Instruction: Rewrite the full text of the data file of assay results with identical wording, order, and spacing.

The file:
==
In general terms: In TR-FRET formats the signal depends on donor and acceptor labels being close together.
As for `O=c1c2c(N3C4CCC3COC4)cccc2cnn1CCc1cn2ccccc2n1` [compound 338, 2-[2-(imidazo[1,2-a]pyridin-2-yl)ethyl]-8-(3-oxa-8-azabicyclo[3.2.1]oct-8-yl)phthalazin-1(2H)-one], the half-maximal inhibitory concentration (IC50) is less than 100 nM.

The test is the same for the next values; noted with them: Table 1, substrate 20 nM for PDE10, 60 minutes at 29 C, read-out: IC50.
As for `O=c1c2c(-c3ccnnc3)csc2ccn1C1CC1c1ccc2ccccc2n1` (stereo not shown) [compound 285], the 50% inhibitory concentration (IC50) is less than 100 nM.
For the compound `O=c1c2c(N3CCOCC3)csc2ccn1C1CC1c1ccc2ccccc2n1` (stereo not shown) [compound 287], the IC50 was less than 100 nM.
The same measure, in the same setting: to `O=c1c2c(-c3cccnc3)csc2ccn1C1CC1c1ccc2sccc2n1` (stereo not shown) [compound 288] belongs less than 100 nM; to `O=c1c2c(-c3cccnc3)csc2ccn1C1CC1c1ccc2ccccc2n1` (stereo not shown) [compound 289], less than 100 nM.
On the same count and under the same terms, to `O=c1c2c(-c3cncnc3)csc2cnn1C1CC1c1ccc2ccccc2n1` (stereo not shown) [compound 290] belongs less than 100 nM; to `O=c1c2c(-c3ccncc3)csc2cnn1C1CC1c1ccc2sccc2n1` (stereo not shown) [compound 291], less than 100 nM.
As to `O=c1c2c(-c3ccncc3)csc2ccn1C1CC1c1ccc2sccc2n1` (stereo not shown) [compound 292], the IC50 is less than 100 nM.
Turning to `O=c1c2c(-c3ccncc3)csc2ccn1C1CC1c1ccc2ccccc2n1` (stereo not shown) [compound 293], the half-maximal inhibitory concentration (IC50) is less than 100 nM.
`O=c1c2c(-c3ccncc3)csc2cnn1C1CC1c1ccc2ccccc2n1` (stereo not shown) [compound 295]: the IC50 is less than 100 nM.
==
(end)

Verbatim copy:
In general terms: In TR-FRET formats the signal depends on donor and acceptor labels being close together.
As for `O=c1c2c(N3C4CCC3COC4)cccc2cnn1CCc1cn2ccccc2n1` [compound 338, 2-[2-(imidazo[1,2-a]pyridin-2-yl)ethyl]-8-(3-oxa-8-azabicyclo[3.2.1]oct-8-yl)phthalazin-1(2H)-one], the half-maximal inhibitory concentration (IC50) is less than 100 nM.

The test is the same for the next values; noted with them: Table 1, substrate 20 nM for PDE10, 60 minutes at 29 C, read-out: IC50.
As for `O=c1c2c(-c3ccnnc3)csc2ccn1C1CC1c1ccc2ccccc2n1` (stereo not shown) [compound 285], the 50% inhibitory concentration (IC50) is less than 100 nM.
For the compound `O=c1c2c(N3CCOCC3)csc2ccn1C1CC1c1ccc2ccccc2n1` (stereo not shown) [compound 287], the IC50 was less than 100 nM.
The same measure, in the same setting: to `O=c1c2c(-c3cccnc3)csc2ccn1C1CC1c1ccc2sccc2n1` (stereo not shown) [compound 288] belongs less than 100 nM; to `O=c1c2c(-c3cccnc3)csc2ccn1C1CC1c1ccc2ccccc2n1` (stereo not shown) [compound 289], less than 100 nM.
On the same count and under the same terms, to `O=c1c2c(-c3cncnc3)csc2cnn1C1CC1c1ccc2ccccc2n1` (stereo not shown) [compound 290] belongs less than 100 nM; to `O=c1c2c(-c3ccncc3)csc2cnn1C1CC1c1ccc2sccc2n1` (stereo not shown) [compound 291], less than 100 nM.
As to `O=c1c2c(-c3ccncc3)csc2ccn1C1CC1c1ccc2sccc2n1` (stereo not shown) [compound 292], the IC50 is less than 100 nM.
Turning to `O=c1c2c(-c3ccncc3)csc2ccn1C1CC1c1ccc2ccccc2n1` (stereo not shown) [compound 293], the half-maximal inhibitory concentration (IC50) is less than 100 nM.
`O=c1c2c(-c3ccncc3)csc2cnn1C1CC1c1ccc2ccccc2n1` (stereo not shown) [compound 295]: the IC50 is less than 100 nM.